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Dividend Investors: 3 Reasons to Buy Imperial Oil Limited

Sometimes, bad things happen to good stocks. Case in point: Imperial Oil Limited (TSX: IMO)(NYSEMKT: IMO).

When I last wrote about the company in November, shares were trading at $55. As if on cue, the stock promptly collapsed. Last week, Imperial shares were trading for as low as $46 each on the Toronto Stock Exchange.

What happened? Well, a couple of things.

First, Imperial temporarily halted operations at its flagship Kearl oil sands project. The move cut short what had been a steady increase in output at the mine. It was also surprising given that these types of reliability issues tend to only dog much older projects.

Then energy prices crashed. If an oil business earns fewer dollars on every barrel it sells, the company’s profits are going to suffer. It doesn’t take a rocket scientist to figure that out.

So, is it time to panic? Hardly. If you believe in buying good companies when their shares are on sale, Calgary-based Imperial may be worth a look. Here’s why…

First, the problems at Kearl are just the reality of doing business in the oil sands. These are big, complicated facilities. Stuff can break down and go wrong.

Kearl, along with the company’s other oil sands assets, will likely be in operation for the next 50 years. Over that period, there will be some downtime. But when you think of these assets over those kinds of timetables, the current troubles are rather trivial.

Secondly, Imperial seems to emerge stronger through each business cycle. The company’s raw scale is a competitive advantage. Its integration of production and refining operations helps to smooth out the volatility.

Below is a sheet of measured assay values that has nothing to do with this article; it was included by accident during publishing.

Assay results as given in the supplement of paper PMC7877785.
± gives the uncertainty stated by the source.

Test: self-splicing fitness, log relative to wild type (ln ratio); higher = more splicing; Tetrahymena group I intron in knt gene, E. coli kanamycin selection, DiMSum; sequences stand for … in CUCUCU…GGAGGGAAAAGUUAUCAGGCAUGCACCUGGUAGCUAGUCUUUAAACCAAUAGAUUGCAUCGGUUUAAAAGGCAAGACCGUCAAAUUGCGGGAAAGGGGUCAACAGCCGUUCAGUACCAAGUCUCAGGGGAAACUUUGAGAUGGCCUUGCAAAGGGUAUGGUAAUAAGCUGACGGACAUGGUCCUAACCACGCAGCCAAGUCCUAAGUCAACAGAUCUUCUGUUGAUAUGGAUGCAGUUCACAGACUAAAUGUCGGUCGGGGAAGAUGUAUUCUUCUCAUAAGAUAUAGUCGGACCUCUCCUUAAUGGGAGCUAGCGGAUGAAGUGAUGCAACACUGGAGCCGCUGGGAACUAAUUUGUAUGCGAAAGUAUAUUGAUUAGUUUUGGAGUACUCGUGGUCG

However, the real key to Imperial’s success is a culture of disciplined capital allocation. Sounds boring, I know. But Imperial avoids high-risk projects that are sensitive to oil-price volatility, and instead focuses on projects that are low-cost and profitable. This is how the firm routinely squeezes out more profit per barrel than rivals.

Finally, the stock is gushing cash. Between 2003 and 2012, Imperial paid out nearly $14 billion to shareholders in dividends and buybacks — more than Cenovus Energy Inc.Suncor Energy Inc., and Canadian Natural Resources Limited combined. Over the past two decades, Imperial has repurchased over half of its outstanding shares. This has allowed investors to more than double their stake in a wonderful business.

More importantly, Imperial has the resource base to continue growing that payout. The firm is sitting on about 16 billion barrels of proved plus probable oil reserves. And as anyone inside the industry knows, these are Grade A assets.

To be sure, if oil prices resume their decline, then Imperial shares will fall in lockstep. But the company’s rock-solid business and growing dividends should help to limit the damage. That’s why long-term investors should be willing to ride out the short-term ups and downs.

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Fool contributor Robert Baillieul has no position in any stocks mentioned.

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